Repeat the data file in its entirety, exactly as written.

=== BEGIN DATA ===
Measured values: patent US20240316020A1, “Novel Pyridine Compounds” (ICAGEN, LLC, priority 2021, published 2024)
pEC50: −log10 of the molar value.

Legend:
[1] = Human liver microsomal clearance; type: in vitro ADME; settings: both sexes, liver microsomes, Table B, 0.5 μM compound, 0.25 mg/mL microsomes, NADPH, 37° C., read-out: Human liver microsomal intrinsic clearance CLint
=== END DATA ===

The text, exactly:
Measured values: patent US20240316020A1, “Novel Pyridine Compounds” (ICAGEN, LLC, priority 2021, published 2024)
pEC50: −log10 of the molar value.

Legend:
[1] = Human liver microsomal clearance; type: in vitro ADME; settings: both sexes, liver microsomes, Table B, 0.5 μM compound, 0.25 mg/mL microsomes, NADPH, 37° C., read-out: Human liver microsomal intrinsic clearance CLint